7 Benefits of Taking Shilajit Before Workouts

Most people know of Shilajit’s ability to support energy, male and female sexual health and protect memory against the effects of aging.1,2 However, there are so many more reasons why pure, Himalayan Shilajit is gaining popularity.

One lesser known health benefit of Shilajit is how taking it before workouts can promote better strength, endurance and recovery. Many professional and recreational athletes are now turning to Shilajit for exercise and sports performance goals. In an industry overwhelmed by caffeine, creatine and other performance-enhancing supplements, Shilajit may prove to be the most ideal of them all.


Our Authentic Shilajit™ is considered to be an Ayurvedic adaptogen. Ayurvedic adaptogens are substances that help an individual’s body respond to the physiological effects of stress and aid in restoring balance. Stress, be it psychological or physical, is a major immune suppressor, so counteracting its harmful effects is necessary to help the body recover and maintain strength. Ayurvedic adaptogens affect each person differently depending on their unique needs.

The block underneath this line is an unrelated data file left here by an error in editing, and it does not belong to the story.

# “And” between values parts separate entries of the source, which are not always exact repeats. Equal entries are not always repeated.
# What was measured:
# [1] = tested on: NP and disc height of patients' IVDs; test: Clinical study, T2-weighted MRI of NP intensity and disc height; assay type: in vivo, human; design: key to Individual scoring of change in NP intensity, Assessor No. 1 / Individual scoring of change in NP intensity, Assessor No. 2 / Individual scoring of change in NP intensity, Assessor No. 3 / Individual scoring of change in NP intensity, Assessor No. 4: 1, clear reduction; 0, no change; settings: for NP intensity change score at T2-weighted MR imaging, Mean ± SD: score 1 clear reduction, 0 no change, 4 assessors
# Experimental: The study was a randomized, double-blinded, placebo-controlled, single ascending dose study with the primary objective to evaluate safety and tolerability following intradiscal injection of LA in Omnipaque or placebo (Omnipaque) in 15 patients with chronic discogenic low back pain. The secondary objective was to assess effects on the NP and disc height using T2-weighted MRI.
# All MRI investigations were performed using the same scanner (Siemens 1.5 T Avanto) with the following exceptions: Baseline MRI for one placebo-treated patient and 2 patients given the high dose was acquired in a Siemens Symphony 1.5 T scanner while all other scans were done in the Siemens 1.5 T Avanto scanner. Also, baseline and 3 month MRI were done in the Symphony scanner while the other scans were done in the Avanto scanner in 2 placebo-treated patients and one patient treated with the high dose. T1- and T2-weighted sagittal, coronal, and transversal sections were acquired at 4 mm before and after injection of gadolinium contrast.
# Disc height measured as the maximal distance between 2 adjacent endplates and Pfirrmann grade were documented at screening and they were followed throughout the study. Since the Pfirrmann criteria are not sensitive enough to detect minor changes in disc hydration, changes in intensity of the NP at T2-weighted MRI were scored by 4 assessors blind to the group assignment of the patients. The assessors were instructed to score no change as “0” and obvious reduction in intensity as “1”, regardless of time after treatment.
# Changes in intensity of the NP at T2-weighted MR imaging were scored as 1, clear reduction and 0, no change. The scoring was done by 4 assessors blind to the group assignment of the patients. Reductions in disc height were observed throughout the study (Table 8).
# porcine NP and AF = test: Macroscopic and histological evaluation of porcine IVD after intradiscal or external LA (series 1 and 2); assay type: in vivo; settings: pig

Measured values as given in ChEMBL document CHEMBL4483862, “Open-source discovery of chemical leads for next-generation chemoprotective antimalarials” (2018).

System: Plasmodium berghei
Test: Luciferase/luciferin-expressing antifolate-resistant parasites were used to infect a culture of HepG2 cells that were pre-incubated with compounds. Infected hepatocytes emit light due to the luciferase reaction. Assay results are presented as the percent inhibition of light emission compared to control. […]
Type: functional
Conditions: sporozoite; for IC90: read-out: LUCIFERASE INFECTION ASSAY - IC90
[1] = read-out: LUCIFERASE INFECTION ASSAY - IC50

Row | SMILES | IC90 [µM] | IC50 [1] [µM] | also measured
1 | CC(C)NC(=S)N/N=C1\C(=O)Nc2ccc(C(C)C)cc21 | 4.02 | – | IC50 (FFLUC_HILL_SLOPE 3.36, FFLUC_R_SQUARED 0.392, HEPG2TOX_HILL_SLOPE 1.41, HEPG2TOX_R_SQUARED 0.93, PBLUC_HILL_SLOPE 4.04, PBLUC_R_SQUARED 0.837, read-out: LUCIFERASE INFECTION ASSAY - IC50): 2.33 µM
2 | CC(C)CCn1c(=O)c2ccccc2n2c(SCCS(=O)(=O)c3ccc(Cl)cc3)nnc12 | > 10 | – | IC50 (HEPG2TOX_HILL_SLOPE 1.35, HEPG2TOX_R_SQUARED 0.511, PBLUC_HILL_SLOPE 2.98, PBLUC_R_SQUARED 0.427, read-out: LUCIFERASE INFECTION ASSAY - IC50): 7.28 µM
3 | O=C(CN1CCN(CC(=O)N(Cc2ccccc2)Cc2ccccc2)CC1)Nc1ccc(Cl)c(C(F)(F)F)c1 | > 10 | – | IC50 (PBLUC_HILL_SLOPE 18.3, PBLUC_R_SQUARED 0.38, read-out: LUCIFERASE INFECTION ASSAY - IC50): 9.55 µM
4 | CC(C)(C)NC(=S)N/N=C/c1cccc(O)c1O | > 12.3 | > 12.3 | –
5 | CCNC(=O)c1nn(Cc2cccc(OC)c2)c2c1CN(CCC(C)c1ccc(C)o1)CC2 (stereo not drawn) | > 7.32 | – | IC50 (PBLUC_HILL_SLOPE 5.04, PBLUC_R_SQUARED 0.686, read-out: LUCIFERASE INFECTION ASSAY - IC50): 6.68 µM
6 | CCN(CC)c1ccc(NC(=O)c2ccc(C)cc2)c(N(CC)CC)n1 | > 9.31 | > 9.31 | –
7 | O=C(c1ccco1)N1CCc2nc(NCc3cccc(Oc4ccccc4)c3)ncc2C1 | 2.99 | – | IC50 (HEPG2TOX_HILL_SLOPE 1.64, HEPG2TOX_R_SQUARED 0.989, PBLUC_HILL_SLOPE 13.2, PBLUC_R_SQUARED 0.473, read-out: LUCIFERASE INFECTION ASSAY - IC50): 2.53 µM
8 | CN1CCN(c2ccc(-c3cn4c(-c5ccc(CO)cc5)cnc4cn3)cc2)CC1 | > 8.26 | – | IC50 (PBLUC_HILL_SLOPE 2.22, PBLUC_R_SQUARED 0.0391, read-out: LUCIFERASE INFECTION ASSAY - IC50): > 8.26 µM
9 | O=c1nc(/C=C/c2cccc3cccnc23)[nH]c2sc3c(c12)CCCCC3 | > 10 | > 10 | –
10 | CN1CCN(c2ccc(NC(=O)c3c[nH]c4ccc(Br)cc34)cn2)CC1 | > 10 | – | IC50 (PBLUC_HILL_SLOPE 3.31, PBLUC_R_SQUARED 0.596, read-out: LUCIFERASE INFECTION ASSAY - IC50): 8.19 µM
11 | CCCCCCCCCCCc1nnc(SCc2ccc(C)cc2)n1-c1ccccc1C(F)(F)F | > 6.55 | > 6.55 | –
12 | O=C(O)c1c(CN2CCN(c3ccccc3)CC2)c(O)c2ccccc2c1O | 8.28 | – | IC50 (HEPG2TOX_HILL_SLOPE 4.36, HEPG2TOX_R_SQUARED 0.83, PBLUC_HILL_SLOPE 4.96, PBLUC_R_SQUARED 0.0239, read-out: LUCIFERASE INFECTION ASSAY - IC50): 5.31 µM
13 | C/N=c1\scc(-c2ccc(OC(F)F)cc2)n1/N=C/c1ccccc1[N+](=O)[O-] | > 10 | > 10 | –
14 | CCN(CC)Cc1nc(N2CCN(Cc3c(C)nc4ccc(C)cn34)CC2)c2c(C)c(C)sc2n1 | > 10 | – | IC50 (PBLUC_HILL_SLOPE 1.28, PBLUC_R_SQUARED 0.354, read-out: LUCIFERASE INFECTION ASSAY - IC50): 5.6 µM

It is rumored that Olympic athletes and troops from the former USSR used shilajit pre-workout as their “secret weapon” to enhance training and speed recovery.3


ATP, or adenosine triphosphate, is the usable form of energy that is produced when mitochondria within the body convert the food we eat into energy. This is the body’s primary source of energy. ATP governs the majority of cellular functions within the body including transporting proteins and lipids into and out of cells. This optimizes, balances and improves muscle contractions, hormone production, neural development and regulation the immune system.

Our body’s ability to produce ATP naturally declines as we age, resulting in fatigue and reduced functioning of the body’s tissues and organs, which need energy to do their work efficiently. Mitochondrial dysfunction has been connected to various diseases including diabetes, neurological disorders and heart failure. Without enough ATP production, aging and death are accelerated.